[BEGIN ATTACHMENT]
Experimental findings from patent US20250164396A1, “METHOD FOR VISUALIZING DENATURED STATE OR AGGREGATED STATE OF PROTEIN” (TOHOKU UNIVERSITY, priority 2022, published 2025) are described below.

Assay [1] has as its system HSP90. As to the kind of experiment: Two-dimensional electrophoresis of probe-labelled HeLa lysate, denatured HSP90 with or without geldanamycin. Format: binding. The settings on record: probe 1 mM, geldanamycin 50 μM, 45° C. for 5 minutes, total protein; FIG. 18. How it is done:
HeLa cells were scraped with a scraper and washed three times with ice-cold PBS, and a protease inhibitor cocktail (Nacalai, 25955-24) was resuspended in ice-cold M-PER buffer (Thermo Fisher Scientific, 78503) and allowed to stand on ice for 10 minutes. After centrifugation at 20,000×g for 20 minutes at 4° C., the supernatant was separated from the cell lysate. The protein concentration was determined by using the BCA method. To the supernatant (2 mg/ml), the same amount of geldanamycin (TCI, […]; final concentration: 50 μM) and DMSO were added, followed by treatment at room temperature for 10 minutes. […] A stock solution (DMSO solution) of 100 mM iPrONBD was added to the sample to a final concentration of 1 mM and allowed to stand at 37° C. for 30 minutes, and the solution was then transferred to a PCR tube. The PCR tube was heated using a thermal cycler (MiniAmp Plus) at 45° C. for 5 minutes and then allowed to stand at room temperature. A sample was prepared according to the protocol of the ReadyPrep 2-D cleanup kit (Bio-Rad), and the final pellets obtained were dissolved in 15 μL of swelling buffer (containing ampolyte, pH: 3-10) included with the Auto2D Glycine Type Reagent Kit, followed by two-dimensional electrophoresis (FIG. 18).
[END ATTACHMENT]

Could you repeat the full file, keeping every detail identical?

Experimental findings from patent US20250164396A1, “METHOD FOR VISUALIZING DENATURED STATE OR AGGREGATED STATE OF PROTEIN” (TOHOKU UNIVERSITY, priority 2022, published 2025) are described below.

Assay [1] has as its system HSP90. As to the kind of experiment: Two-dimensional electrophoresis of probe-labelled HeLa lysate, denatured HSP90 with or without geldanamycin. Format: binding. The settings on record: probe 1 mM, geldanamycin 50 μM, 45° C. for 5 minutes, total protein; FIG. 18. How it is done:
HeLa cells were scraped with a scraper and washed three times with ice-cold PBS, and a protease inhibitor cocktail (Nacalai, 25955-24) was resuspended in ice-cold M-PER buffer (Thermo Fisher Scientific, 78503) and allowed to stand on ice for 10 minutes. After centrifugation at 20,000×g for 20 minutes at 4° C., the supernatant was separated from the cell lysate. The protein concentration was determined by using the BCA method. To the supernatant (2 mg/ml), the same amount of geldanamycin (TCI, […]; final concentration: 50 μM) and DMSO were added, followed by treatment at room temperature for 10 minutes. […] A stock solution (DMSO solution) of 100 mM iPrONBD was added to the sample to a final concentration of 1 mM and allowed to stand at 37° C. for 30 minutes, and the solution was then transferred to a PCR tube. The PCR tube was heated using a thermal cycler (MiniAmp Plus) at 45° C. for 5 minutes and then allowed to stand at room temperature. A sample was prepared according to the protocol of the ReadyPrep 2-D cleanup kit (Bio-Rad), and the final pellets obtained were dissolved in 15 μL of swelling buffer (containing ampolyte, pH: 3-10) included with the Auto2D Glycine Type Reagent Kit, followed by two-dimensional electrophoresis (FIG. 18).